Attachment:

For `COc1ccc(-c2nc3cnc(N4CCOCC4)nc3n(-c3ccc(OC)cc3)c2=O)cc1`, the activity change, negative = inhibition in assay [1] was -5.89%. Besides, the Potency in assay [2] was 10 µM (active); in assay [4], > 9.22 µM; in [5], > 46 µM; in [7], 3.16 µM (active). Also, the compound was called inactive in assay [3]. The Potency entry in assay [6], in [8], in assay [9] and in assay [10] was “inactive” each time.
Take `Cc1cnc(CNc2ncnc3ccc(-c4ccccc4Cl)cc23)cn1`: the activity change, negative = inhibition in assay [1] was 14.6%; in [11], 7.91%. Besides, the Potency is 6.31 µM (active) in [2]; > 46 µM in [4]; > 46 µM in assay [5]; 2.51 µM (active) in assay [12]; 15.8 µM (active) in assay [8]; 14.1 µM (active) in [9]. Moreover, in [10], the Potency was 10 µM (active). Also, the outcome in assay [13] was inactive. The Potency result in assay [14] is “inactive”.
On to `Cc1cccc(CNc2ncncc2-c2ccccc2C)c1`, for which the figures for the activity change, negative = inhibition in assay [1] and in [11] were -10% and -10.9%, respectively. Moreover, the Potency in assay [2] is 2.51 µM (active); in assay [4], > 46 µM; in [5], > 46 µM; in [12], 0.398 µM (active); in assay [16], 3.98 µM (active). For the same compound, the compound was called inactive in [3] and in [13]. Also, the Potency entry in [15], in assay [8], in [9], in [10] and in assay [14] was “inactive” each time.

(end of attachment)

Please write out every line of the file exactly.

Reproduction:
For `COc1ccc(-c2nc3cnc(N4CCOCC4)nc3n(-c3ccc(OC)cc3)c2=O)cc1`, the activity change, negative = inhibition in assay [1] was -5.89%. Besides, the Potency in assay [2] was 10 µM (active); in assay [4], > 9.22 µM; in [5], > 46 µM; in [7], 3.16 µM (active). Also, the compound was called inactive in assay [3]. The Potency entry in assay [6], in [8], in assay [9] and in assay [10] was “inactive” each time.
Take `Cc1cnc(CNc2ncnc3ccc(-c4ccccc4Cl)cc23)cn1`: the activity change, negative = inhibition in assay [1] was 14.6%; in [11], 7.91%. Besides, the Potency is 6.31 µM (active) in [2]; > 46 µM in [4]; > 46 µM in assay [5]; 2.51 µM (active) in assay [12]; 15.8 µM (active) in assay [8]; 14.1 µM (active) in [9]. Moreover, in [10], the Potency was 10 µM (active). Also, the outcome in assay [13] was inactive. The Potency result in assay [14] is “inactive”.
On to `Cc1cccc(CNc2ncncc2-c2ccccc2C)c1`, for which the figures for the activity change, negative = inhibition in assay [1] and in [11] were -10% and -10.9%, respectively. Moreover, the Potency in assay [2] is 2.51 µM (active); in assay [4], > 46 µM; in [5], > 46 µM; in [12], 0.398 µM (active); in assay [16], 3.98 µM (active). For the same compound, the compound was called inactive in [3] and in [13]. Also, the Potency entry in [15], in assay [8], in [9], in [10] and in assay [14] was “inactive” each time.